You have to be a small business to get a loan backed by the Small Business Administration (SBA). But the SBA has a very specific definition of what counts as small. To prove that your business meets those standards, you might have to fill out SBA Form 355 when you apply for government-guaranteed funding.
What is SBA Form 355?
SBA Form 355, also known as the Information for Small Business Size Determination Form, is a document that helps the SBA determine whether or not your business counts as a small business. If it doesn’t meet SBA size standards, you aren’t eligible for an SBA loan. It applies to all SBA programs except the Small Business Investment Company (SBIC) program, which uses Form 480 instead.
Why is this necessary? The SBA’s definition of a small business varies depending on your industry. But in general, your business needs to be independently owned and operated and not be considered a leader in the industry to qualify as small. Other factors that contribute to SBA size standards include your industry’s average business size, distribution of different-sized businesses, level of competition and startup costs.
You generally only have to fill out Form 355 if the SBA requests it or you’re contesting your affiliation with a business. You don’t have to submit it along with your other SBA forms — you’ll complete it after the SBA receives your application, if at all.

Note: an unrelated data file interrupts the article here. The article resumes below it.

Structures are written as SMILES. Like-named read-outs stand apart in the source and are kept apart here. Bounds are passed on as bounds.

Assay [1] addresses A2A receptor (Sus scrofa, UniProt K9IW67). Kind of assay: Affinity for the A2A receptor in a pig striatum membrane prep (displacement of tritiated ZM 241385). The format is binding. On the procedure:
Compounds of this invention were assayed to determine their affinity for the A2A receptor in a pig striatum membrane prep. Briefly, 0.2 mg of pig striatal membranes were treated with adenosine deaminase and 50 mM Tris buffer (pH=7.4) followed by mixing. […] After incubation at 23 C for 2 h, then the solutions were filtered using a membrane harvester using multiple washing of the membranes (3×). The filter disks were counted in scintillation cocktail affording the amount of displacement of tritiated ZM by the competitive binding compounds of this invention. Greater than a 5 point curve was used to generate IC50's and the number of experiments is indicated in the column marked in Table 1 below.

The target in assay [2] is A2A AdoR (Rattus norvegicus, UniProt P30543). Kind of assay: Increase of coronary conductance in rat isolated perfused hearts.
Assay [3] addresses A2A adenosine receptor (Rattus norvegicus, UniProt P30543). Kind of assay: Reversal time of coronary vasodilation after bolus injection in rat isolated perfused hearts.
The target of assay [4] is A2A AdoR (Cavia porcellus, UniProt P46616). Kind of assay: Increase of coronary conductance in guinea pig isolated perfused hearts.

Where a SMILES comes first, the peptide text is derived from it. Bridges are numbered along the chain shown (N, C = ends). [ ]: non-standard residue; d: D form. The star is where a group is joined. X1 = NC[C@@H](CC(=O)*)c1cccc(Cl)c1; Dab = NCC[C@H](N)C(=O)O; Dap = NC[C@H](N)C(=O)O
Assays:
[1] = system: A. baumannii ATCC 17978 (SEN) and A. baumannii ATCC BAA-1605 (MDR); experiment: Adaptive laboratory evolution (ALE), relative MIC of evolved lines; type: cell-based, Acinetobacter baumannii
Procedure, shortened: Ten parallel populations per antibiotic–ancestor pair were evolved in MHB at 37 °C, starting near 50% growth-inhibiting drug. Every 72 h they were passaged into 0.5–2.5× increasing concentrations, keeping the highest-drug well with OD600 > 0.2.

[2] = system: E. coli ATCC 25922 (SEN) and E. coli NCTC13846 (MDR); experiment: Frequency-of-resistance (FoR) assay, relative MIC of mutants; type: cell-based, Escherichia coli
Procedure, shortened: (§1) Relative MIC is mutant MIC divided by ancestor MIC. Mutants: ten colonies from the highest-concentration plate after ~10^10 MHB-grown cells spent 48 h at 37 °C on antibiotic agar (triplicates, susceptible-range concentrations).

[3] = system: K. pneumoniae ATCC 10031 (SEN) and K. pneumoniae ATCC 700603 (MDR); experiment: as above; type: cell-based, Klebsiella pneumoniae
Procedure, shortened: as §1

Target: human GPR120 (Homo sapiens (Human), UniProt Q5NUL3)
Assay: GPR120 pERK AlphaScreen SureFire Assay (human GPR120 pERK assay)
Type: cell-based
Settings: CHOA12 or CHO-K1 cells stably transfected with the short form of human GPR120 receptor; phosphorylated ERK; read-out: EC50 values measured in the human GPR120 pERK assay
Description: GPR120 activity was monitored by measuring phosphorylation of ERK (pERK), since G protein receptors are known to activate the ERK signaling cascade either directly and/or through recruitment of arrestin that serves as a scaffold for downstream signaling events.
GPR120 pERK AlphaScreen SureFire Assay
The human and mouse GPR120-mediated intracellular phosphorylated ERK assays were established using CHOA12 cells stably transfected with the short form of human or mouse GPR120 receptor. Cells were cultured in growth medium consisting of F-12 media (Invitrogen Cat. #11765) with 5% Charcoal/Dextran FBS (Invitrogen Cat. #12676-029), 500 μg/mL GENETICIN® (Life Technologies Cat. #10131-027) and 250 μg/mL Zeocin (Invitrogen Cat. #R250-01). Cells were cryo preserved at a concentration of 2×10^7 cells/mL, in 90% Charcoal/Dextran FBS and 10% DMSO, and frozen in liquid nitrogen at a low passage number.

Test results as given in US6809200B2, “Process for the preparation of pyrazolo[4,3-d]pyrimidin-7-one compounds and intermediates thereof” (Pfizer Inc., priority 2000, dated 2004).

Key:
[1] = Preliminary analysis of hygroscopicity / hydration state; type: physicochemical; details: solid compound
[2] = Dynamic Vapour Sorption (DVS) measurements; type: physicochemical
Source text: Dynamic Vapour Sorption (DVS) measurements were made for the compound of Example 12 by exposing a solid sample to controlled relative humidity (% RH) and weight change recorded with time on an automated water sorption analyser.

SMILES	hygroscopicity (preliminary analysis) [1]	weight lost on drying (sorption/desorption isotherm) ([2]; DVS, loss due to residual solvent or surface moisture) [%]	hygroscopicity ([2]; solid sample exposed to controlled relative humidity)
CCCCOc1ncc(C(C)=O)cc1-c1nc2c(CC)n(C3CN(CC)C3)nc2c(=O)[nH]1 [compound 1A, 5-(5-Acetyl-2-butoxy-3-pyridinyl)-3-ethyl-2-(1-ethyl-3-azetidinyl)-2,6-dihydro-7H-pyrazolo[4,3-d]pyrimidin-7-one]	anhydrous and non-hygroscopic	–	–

Your business’s lawyer, accountant or other nonemployee representative can complete the form as long as you also provide a letter authorizing them to represent your company. Otherwise, it should be filled out by you or another owner or employee of your business.
What do I need to fill out SBA Form 355?
The hardest part about filling out SBA Form 355 might be compiling all of the information and documents you need to get started.
Information you need
Make sure you have the following information on-hand before you get started:
Your business’s DUNS number. This is the number that credit rating agency Dun & Bradstreet assigns to all businesses. You can find yours on the Dun & Bradstreet website.
If your business is in a Labor Surplus Area. This is a civil jurisdiction with an unemployment rate that’s at least 20% higher than the national average during the last two years. The Department of Labor has a list of Labor Surplus Areas on its website.
NAICS codes for the main industries your business is involved in. North American Industry Classification System (NAICS) codes are six-digit numbers the SBA uses to identify your business’s industries. You can find your NAICS codes on the SBA website.
A list of everyone with a stake in your company. Know the names, addresses and percentages of ownership of all owners, partners, principal stockholders and other members of your organization.
A list of officers of your business. You also need to know the names, addresses and titles of all high-level employees at your company.
A list of your board of directors. Have a corporation? The SBA asks for the names and addresses of your board members as well.
Information on affiliates. You need the same information about all affiliated businesses as you provide for your own business — including your relationship with the affiliate, its annual sales for the past three years and the number of employees it has.
Information on associates affiliated with other companies. If owners, primary shareholders, board members or anyone else who has a say in your company has ownership or ties to another company, you need details on that company, as well as their position and ownership stake.